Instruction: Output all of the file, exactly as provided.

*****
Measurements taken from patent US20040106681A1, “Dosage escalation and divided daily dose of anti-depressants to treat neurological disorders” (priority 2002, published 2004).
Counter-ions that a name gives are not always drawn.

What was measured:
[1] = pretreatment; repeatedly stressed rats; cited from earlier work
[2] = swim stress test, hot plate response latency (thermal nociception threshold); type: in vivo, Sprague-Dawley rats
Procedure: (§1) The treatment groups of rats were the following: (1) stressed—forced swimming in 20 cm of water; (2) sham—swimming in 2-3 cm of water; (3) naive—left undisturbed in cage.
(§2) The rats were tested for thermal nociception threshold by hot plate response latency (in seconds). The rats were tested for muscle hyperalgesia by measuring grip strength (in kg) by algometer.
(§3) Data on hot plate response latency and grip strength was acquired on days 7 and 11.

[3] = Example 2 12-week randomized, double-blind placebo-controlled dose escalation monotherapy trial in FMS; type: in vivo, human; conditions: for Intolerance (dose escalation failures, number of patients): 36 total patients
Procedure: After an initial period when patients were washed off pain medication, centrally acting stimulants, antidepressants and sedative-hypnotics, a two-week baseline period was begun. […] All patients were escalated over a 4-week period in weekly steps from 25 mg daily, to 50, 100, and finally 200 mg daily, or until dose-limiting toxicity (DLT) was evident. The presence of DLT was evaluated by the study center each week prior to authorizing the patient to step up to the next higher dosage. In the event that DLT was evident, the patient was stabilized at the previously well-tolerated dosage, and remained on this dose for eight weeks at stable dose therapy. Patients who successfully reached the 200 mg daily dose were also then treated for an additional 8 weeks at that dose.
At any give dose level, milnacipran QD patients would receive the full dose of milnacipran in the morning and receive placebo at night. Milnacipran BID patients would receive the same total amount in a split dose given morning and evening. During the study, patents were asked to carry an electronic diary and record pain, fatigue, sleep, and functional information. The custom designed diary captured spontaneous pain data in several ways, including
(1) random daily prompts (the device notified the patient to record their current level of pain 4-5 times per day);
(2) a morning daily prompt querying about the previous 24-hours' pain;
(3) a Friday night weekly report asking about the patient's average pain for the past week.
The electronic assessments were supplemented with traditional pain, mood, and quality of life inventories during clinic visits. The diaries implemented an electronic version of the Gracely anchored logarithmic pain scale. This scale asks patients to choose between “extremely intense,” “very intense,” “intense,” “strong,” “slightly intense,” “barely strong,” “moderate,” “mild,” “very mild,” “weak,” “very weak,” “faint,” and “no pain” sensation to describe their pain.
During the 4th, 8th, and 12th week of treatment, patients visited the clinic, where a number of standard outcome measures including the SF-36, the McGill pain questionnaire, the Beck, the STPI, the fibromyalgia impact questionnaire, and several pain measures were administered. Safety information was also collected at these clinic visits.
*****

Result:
Measurements taken from patent US20040106681A1, “Dosage escalation and divided daily dose of anti-depressants to treat neurological disorders” (priority 2002, published 2004).
Counter-ions that a name gives are not always drawn.

What was measured:
[1] = pretreatment; repeatedly stressed rats; cited from earlier work
[2] = swim stress test, hot plate response latency (thermal nociception threshold); type: in vivo, Sprague-Dawley rats
Procedure: (§1) The treatment groups of rats were the following: (1) stressed—forced swimming in 20 cm of water; (2) sham—swimming in 2-3 cm of water; (3) naive—left undisturbed in cage.
(§2) The rats were tested for thermal nociception threshold by hot plate response latency (in seconds). The rats were tested for muscle hyperalgesia by measuring grip strength (in kg) by algometer.
(§3) Data on hot plate response latency and grip strength was acquired on days 7 and 11.

[3] = Example 2 12-week randomized, double-blind placebo-controlled dose escalation monotherapy trial in FMS; type: in vivo, human; conditions: for Intolerance (dose escalation failures, number of patients): 36 total patients
Procedure: After an initial period when patients were washed off pain medication, centrally acting stimulants, antidepressants and sedative-hypnotics, a two-week baseline period was begun. […] All patients were escalated over a 4-week period in weekly steps from 25 mg daily, to 50, 100, and finally 200 mg daily, or until dose-limiting toxicity (DLT) was evident. The presence of DLT was evaluated by the study center each week prior to authorizing the patient to step up to the next higher dosage. In the event that DLT was evident, the patient was stabilized at the previously well-tolerated dosage, and remained on this dose for eight weeks at stable dose therapy. Patients who successfully reached the 200 mg daily dose were also then treated for an additional 8 weeks at that dose.
At any give dose level, milnacipran QD patients would receive the full dose of milnacipran in the morning and receive placebo at night. Milnacipran BID patients would receive the same total amount in a split dose given morning and evening. During the study, patents were asked to carry an electronic diary and record pain, fatigue, sleep, and functional information. The custom designed diary captured spontaneous pain data in several ways, including
(1) random daily prompts (the device notified the patient to record their current level of pain 4-5 times per day);
(2) a morning daily prompt querying about the previous 24-hours' pain;
(3) a Friday night weekly report asking about the patient's average pain for the past week.
The electronic assessments were supplemented with traditional pain, mood, and quality of life inventories during clinic visits. The diaries implemented an electronic version of the Gracely anchored logarithmic pain scale. This scale asks patients to choose between “extremely intense,” “very intense,” “intense,” “strong,” “slightly intense,” “barely strong,” “moderate,” “mild,” “very mild,” “weak,” “very weak,” “faint,” and “no pain” sensation to describe their pain.
During the 4th, 8th, and 12th week of treatment, patients visited the clinic, where a number of standard outcome measures including the SF-36, the McGill pain questionnaire, the Beck, the STPI, the fibromyalgia impact questionnaire, and several pain measures were administered. Safety information was also collected at these clinic visits.